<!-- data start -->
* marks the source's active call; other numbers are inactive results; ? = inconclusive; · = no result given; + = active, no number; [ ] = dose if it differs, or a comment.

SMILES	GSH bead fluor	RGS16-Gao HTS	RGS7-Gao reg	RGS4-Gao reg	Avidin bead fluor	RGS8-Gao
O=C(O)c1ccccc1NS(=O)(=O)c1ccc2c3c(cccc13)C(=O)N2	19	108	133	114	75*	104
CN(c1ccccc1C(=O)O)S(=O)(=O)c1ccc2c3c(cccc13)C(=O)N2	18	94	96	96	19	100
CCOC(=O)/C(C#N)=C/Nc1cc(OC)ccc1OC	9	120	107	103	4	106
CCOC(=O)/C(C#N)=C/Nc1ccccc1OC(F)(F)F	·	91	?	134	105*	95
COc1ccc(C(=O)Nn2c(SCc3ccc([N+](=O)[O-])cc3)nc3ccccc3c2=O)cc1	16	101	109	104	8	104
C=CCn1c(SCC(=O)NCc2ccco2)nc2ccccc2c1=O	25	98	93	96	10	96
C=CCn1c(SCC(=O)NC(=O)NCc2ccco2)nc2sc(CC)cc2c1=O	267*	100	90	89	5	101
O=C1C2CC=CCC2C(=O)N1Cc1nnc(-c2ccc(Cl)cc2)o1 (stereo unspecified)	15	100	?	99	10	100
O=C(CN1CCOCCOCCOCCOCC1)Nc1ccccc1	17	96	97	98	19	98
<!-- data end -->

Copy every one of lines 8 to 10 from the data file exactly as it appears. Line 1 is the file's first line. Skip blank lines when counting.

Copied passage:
C=CCn1c(SCC(=O)NCc2ccco2)nc2ccccc2c1=O	25	98	93	96	10	96
C=CCn1c(SCC(=O)NC(=O)NCc2ccco2)nc2sc(CC)cc2c1=O	267*	100	90	89	5	101
O=C1C2CC=CCC2C(=O)N1Cc1nnc(-c2ccc(Cl)cc2)o1 (stereo unspecified)	15	100	?	99	10	100